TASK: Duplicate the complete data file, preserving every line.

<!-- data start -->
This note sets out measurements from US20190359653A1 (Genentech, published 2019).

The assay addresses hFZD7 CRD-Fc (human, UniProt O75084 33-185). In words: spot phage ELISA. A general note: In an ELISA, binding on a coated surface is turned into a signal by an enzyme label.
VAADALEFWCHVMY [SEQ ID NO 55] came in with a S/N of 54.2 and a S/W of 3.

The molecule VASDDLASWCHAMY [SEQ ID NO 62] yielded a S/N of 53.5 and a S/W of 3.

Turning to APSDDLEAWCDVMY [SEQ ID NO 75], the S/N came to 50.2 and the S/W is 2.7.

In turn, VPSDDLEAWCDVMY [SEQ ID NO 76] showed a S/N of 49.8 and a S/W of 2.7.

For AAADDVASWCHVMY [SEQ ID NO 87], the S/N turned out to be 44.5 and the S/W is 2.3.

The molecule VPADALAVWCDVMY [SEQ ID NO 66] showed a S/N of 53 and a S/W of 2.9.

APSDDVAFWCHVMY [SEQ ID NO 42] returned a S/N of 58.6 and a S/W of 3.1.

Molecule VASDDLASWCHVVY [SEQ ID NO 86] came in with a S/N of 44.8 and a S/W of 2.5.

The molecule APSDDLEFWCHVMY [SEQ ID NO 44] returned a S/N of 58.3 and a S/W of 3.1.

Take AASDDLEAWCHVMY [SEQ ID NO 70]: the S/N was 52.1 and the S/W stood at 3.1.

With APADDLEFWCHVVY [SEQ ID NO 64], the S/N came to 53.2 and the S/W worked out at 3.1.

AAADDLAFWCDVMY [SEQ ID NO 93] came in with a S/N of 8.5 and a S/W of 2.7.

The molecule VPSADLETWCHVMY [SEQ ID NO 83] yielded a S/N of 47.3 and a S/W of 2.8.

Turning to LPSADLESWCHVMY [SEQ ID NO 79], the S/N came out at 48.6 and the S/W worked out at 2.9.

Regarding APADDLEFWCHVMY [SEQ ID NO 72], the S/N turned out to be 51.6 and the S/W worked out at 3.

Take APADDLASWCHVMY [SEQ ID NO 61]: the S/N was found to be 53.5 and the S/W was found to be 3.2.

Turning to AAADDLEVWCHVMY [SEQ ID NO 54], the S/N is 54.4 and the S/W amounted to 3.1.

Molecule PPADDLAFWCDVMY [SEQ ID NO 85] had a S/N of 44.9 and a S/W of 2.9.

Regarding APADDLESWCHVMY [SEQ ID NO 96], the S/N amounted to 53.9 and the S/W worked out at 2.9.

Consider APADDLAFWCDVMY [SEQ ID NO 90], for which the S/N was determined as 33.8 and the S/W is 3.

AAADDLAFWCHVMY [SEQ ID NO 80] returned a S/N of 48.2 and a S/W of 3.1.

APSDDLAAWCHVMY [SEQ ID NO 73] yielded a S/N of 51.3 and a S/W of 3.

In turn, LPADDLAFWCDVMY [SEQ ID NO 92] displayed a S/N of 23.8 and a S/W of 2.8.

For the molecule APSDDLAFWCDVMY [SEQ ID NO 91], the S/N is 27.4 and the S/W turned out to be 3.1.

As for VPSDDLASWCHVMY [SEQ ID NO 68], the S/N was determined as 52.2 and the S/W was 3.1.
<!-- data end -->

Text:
This note sets out measurements from US20190359653A1 (Genentech, published 2019).

The assay addresses hFZD7 CRD-Fc (human, UniProt O75084 33-185). In words: spot phage ELISA. A general note: In an ELISA, binding on a coated surface is turned into a signal by an enzyme label.
VAADALEFWCHVMY [SEQ ID NO 55] came in with a S/N of 54.2 and a S/W of 3.

The molecule VASDDLASWCHAMY [SEQ ID NO 62] yielded a S/N of 53.5 and a S/W of 3.

Turning to APSDDLEAWCDVMY [SEQ ID NO 75], the S/N came to 50.2 and the S/W is 2.7.

In turn, VPSDDLEAWCDVMY [SEQ ID NO 76] showed a S/N of 49.8 and a S/W of 2.7.

For AAADDVASWCHVMY [SEQ ID NO 87], the S/N turned out to be 44.5 and the S/W is 2.3.

The molecule VPADALAVWCDVMY [SEQ ID NO 66] showed a S/N of 53 and a S/W of 2.9.

APSDDVAFWCHVMY [SEQ ID NO 42] returned a S/N of 58.6 and a S/W of 3.1.

Molecule VASDDLASWCHVVY [SEQ ID NO 86] came in with a S/N of 44.8 and a S/W of 2.5.

The molecule APSDDLEFWCHVMY [SEQ ID NO 44] returned a S/N of 58.3 and a S/W of 3.1.

Take AASDDLEAWCHVMY [SEQ ID NO 70]: the S/N was 52.1 and the S/W stood at 3.1.

With APADDLEFWCHVVY [SEQ ID NO 64], the S/N came to 53.2 and the S/W worked out at 3.1.

AAADDLAFWCDVMY [SEQ ID NO 93] came in with a S/N of 8.5 and a S/W of 2.7.

The molecule VPSADLETWCHVMY [SEQ ID NO 83] yielded a S/N of 47.3 and a S/W of 2.8.

Turning to LPSADLESWCHVMY [SEQ ID NO 79], the S/N came out at 48.6 and the S/W worked out at 2.9.

Regarding APADDLEFWCHVMY [SEQ ID NO 72], the S/N turned out to be 51.6 and the S/W worked out at 3.

Take APADDLASWCHVMY [SEQ ID NO 61]: the S/N was found to be 53.5 and the S/W was found to be 3.2.

Turning to AAADDLEVWCHVMY [SEQ ID NO 54], the S/N is 54.4 and the S/W amounted to 3.1.

Molecule PPADDLAFWCDVMY [SEQ ID NO 85] had a S/N of 44.9 and a S/W of 2.9.

Regarding APADDLESWCHVMY [SEQ ID NO 96], the S/N amounted to 53.9 and the S/W worked out at 2.9.

Consider APADDLAFWCDVMY [SEQ ID NO 90], for which the S/N was determined as 33.8 and the S/W is 3.

AAADDLAFWCHVMY [SEQ ID NO 80] returned a S/N of 48.2 and a S/W of 3.1.

APSDDLAAWCHVMY [SEQ ID NO 73] yielded a S/N of 51.3 and a S/W of 3.

In turn, LPADDLAFWCDVMY [SEQ ID NO 92] displayed a S/N of 23.8 and a S/W of 2.8.

For the molecule APSDDLAFWCDVMY [SEQ ID NO 91], the S/N is 27.4 and the S/W turned out to be 3.1.

As for VPSDDLASWCHVMY [SEQ ID NO 68], the S/N was determined as 52.2 and the S/W was 3.1.